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AU NOM DE LA TERRE (2019, FRANCE)

Edouard Bergeron is a French documentarian, journalist and restaurant owner who introduced himself with a film about his own upbringing on a farm. However, “Au nom de la terre” or “In the Name of the Land” is not one of those sweet and melodramatic stories about life in the nineties, but a tragic story about the problems of French farmers like his father and himself. believed he would become. This film was also an exceptional hit in French cinemas and was watched by more than a million people in the first three weeks of its release, and Bergeron managed to assemble a quality cast.

The famous French actor and director Guillaume Canet is Pierre, who as a 25-year-old from America returns to France to take over his father’s farm and marry his youthful love Claire (Belgian Veerle Batens, who we remember from the marvelous “Broken Circle Breakdown”). However, the stubborn and old-fashioned father (Rufus) will not only give his son the farm, but Pierre will have to take out a loan to pay his son 1.3 million francs. The young and ambitious idealist believes that this is no problem and that he will very soon succeed in his plan to turn his father’s sheep farm into a modern and successful farm, but after we travel 19 years into the future, i.e. to 1996, we will realize that these plans they did not achieve.

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Instead of sheep, Pierre now raises goats, and his 16-year-old son Thomas (an excellent young actor Anthony Bajon) helps him in his work, and they also have a younger daughter. Although at first life on the farm may seem idyllic, we understand that it is a life full of problems that may have led Pierre to baldness too soon, but they manage to live somewhat decently and modestly. But the loans are behind their necks, Pierre is too proud to ask his father for money, and the final weight around the neck for this family will be shown when Pierre decides to expand production by raising chickens. What may have seemed like a great business opportunity at first, will turn into a complete disaster when Pierre takes on additional debt to build a new plant and become a member of the cooperative. The cooperative will co-finance his plant, but Pierre has to take not only chickens from them, but also food and all other raw materials, and he will enter a vicious circle of ever-increasing debts and becoming almost a commodity who works for others.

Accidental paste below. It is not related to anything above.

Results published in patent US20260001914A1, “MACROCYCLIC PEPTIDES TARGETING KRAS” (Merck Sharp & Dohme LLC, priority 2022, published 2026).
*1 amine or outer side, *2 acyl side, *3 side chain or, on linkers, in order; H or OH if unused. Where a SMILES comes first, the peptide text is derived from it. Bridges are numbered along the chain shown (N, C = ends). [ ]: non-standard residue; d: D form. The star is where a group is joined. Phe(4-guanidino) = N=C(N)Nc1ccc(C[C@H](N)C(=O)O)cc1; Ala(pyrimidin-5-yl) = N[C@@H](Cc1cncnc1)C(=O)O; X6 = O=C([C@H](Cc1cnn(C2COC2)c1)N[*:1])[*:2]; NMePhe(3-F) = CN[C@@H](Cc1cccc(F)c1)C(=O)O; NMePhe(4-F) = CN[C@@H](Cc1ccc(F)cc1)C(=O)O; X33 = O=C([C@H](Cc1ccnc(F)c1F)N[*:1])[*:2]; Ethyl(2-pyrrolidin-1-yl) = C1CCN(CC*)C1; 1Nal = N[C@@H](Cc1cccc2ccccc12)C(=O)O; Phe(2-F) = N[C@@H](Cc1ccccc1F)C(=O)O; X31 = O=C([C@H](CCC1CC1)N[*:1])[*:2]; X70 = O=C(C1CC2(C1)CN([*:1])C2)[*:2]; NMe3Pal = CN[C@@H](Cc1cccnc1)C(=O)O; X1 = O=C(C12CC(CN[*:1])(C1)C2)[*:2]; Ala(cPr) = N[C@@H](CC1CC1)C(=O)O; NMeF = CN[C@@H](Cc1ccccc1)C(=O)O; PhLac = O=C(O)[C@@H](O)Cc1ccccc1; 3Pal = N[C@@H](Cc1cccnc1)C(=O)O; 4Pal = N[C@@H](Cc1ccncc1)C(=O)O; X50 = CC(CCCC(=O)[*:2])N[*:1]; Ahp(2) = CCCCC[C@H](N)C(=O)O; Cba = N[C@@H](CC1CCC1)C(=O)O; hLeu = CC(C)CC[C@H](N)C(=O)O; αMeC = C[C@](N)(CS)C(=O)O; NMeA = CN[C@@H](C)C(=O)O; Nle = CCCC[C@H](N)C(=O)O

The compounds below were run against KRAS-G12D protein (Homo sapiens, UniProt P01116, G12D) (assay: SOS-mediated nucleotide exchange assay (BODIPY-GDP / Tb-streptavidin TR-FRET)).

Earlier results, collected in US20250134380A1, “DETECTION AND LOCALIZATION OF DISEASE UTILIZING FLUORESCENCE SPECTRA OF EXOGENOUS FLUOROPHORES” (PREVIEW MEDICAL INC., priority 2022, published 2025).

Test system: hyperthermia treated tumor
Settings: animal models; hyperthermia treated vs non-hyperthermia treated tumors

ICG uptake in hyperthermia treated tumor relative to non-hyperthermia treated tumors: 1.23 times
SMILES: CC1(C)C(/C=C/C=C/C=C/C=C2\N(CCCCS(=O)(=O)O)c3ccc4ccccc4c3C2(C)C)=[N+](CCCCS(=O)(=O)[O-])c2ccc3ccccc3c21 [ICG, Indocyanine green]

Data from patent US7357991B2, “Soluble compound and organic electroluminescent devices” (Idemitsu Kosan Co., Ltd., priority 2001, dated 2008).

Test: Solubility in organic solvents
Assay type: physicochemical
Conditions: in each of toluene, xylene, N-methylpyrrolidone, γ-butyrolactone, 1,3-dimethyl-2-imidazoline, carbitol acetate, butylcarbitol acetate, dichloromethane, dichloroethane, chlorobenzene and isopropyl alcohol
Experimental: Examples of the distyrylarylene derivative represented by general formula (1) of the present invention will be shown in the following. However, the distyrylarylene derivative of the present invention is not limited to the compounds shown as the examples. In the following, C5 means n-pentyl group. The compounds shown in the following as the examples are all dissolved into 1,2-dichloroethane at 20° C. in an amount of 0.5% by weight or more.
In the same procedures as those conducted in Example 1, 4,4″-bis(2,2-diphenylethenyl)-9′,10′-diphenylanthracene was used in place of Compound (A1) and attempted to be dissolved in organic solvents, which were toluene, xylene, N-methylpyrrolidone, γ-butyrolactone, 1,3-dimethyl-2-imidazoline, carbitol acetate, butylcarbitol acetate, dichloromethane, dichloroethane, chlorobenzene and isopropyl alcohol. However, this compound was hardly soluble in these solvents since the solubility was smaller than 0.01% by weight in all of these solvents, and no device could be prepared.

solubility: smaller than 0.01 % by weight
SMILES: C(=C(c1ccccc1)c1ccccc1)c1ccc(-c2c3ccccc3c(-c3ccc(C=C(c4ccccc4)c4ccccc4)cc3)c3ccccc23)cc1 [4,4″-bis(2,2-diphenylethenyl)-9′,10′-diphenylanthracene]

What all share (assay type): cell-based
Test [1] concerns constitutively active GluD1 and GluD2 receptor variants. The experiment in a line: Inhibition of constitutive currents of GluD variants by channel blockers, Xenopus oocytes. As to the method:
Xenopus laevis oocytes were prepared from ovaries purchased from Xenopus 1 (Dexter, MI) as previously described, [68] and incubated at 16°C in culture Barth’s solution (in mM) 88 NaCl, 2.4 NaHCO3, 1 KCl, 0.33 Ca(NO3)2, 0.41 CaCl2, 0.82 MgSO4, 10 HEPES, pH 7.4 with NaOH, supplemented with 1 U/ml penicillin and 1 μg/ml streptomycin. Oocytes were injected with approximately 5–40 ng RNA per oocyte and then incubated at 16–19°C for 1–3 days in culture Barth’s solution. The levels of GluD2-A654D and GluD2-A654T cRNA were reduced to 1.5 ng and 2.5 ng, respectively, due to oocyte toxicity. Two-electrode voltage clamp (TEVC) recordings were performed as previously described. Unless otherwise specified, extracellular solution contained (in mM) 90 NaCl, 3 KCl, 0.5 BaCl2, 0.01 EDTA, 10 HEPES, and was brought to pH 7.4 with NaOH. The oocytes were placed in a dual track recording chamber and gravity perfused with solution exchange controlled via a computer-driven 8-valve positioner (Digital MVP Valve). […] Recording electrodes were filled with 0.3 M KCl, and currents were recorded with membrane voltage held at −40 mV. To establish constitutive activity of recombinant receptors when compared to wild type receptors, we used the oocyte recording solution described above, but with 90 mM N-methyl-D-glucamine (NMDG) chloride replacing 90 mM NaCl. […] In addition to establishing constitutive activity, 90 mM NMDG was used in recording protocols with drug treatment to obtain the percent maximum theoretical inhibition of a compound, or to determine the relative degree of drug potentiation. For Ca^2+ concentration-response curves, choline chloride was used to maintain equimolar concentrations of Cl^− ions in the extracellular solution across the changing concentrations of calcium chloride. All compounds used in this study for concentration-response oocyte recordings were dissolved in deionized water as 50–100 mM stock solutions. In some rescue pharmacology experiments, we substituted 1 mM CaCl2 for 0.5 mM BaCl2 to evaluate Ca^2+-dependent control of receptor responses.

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All this will lead to a tragedy for this whole family and Pierre’s mental breakdown, and the great “In the name of the country” shows how the transformation of French farms from traditional to modern production looked like. From a young idealist and optimist, a workaholic and a man who wants to engage in agriculture, Pierre will turn into his shadow when he realizes that he literally worked from morning to night like a horse for years and years, and that only in order to leave his family debts that are impossible to get out of. extract. Bergeron recorded a story that is intimate and personal because it is after all the story of his family, but at the same time it is also universal because similar to what happened to French farmers, their colleagues were experiencing throughout Europe, probably the world.

The harsh capitalist principle that one must constantly expand, increase and constantly invest in something new has certainly put countless people in a similar situation as Pierre. In this emotional and poignant drama, Bergeon brilliantly portrayed what that vicious circle looked like from which there is no way out, and although food production is the basic and most important branch of industry, it is completely clear to us why fewer and fewer people want to deal with it. Work from morning until tomorrow, for which the reward comes with insecurity, resentment and anger because these people have already been tricked and tricked hundreds of times, bribed and often dragged into debt, and while they are black people, various middlemen and fraudsters profit from their blood and sweat.

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